Children and the great outdoors

 by Theresa Peluso

NLRM camp
Museum Adventures Camp at the North Lanark Regional Museum.

We hear a lot of negative news about the physical and mental health of our children. For example, Active Healthy Kids Canada’s 2014 Report Card on Physical Activity for Chidren and Youth shows that Canadian kids rank near the bottom of an international physical activity survey of 15 countries, receiving a D- ranking, the same as the U.S. In fact, Canadian children received a grade of F for sedentary behaviours, below the U.S., which received a D. (http://dvqdas9jty7g6.cloudfront.net/reportcard2014/AHKC_2014_ReportCard_Short_ENG.pdf)

According to the National Wildlife Federation:

In the last two decades, childhood has moved indoors. The average American boy or girl (the situation is similar for Canadian boys and girls) spends as few as 30 minutes in unstructured outdoor play each day, and more than seven hours each day in front of an electronic screen. This shift inside profoundly impacts the wellness of our nation’s kids. Childhood obesity rates have more than doubled the last 20 years; the United States has become the largest consumer of ADHD medications in the world; and pediatric prescriptions for antidepressants have risen precipitously. Our kids are out of shape, tuned out and stressed out, because they’re missing something essential to their health and development: connection to the natural world. (http://www.nwf.org/be-out-there/why-be-out-there/health-benefits.aspx)

Bob McDonald, of Quirks and Quarks fame, made this observation:

While travelling through the mountains of B.C. recently, I was stunned by the sight of young people sitting in the back seat of a family car, watching videos on an overhead screen while some of the most spectacular scenery on the planet passed by outside the window.

This summer, try turning off the gadgets and let nature do the entertaining. The natural world has much more to offer than an animated cartoon, and it’s not hard to tune into nature’s channel. Whatever vacation plans your family has this summer, make sure there is some time spent outside, without the cell phone in hand or some other electronic device blinking in your face. (CBC News, June 20, 2014)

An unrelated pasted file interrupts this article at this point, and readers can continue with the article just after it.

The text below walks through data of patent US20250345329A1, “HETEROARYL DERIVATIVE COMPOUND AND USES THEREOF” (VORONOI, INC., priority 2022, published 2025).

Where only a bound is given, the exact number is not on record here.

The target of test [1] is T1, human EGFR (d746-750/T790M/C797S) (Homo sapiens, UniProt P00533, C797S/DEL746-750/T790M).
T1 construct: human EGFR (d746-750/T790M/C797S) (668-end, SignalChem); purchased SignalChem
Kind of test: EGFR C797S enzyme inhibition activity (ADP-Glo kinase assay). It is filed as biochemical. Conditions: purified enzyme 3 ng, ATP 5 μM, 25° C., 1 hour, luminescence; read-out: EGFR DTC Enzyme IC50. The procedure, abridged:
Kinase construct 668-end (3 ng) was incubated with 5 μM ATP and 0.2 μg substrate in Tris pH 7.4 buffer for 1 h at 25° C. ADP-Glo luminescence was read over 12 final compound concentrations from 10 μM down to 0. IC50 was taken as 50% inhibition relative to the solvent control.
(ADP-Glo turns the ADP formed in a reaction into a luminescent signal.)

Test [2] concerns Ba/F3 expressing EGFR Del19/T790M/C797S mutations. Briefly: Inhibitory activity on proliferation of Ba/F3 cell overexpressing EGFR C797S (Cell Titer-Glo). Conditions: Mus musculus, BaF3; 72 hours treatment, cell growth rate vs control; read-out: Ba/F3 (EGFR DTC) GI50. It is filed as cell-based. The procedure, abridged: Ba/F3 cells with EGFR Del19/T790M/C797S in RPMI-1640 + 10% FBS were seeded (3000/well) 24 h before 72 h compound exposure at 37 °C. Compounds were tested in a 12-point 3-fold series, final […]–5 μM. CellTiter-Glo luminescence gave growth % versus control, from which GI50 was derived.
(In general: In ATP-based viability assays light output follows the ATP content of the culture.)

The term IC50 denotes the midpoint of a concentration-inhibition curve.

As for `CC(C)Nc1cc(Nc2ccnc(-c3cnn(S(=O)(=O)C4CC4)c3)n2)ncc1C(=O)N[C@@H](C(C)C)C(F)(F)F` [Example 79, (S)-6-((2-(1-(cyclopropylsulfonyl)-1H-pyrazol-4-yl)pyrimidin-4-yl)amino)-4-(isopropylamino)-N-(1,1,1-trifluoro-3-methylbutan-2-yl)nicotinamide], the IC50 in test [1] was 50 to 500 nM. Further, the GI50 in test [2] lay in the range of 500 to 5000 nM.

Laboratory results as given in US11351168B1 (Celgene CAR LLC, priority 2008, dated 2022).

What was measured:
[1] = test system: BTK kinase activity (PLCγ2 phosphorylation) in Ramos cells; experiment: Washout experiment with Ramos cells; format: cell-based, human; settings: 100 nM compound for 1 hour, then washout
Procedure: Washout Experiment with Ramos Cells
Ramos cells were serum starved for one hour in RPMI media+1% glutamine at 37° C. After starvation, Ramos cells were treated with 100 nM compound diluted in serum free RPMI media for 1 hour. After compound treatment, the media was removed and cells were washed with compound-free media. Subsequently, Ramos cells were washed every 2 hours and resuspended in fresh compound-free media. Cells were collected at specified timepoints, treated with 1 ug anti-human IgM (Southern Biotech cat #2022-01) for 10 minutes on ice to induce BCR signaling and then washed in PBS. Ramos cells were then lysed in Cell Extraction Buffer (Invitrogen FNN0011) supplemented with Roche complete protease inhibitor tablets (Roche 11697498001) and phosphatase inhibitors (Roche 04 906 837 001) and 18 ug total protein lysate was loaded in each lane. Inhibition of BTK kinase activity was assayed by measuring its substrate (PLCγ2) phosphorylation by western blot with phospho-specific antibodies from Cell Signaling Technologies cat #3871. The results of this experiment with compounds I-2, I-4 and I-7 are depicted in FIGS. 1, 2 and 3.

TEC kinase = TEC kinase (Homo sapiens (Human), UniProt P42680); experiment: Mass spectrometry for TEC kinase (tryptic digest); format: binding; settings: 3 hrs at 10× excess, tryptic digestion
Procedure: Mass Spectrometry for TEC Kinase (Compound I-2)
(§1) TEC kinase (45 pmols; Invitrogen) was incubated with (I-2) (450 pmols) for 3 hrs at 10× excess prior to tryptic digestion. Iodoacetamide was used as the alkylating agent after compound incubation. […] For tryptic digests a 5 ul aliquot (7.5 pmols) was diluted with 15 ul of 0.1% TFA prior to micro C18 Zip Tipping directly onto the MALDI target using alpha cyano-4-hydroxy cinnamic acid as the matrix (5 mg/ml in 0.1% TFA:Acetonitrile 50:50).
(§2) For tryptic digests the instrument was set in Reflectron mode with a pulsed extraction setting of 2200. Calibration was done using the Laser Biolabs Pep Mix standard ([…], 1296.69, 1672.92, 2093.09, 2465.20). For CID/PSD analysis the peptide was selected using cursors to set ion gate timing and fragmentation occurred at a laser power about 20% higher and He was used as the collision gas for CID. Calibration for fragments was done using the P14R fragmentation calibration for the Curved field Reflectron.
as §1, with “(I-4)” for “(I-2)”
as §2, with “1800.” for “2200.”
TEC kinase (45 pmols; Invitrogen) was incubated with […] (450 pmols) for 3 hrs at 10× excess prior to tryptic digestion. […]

It’s a winning combination – combine physical activity and outdoor exploration, and what do your children get?

 For the body, outdoor play increases fitness levels, raises vitamin D levels (so important for strengthening bones, and preventing heart disease, diabetes, and other health problems), and improves distance vision.

 For the mind, there is evidence that being exposed to natural settings may be highly effective in reducing ADHD symptoms, and increase competency in critical thinking, math, reading, writing and listening.

 For the spirit, being surrounded by green spaces reduces children’s stress levels. Spending time leisurely exploring fields and woods is clearly more beneficial to children’s emotional development because it reduces anxiety and depression (the same goes for adults!) compared with leading a hurried lifestyle, where every minute is scheduled and programmed. Spending time in a natural environment has also been shown to foster good social interactions and relationships.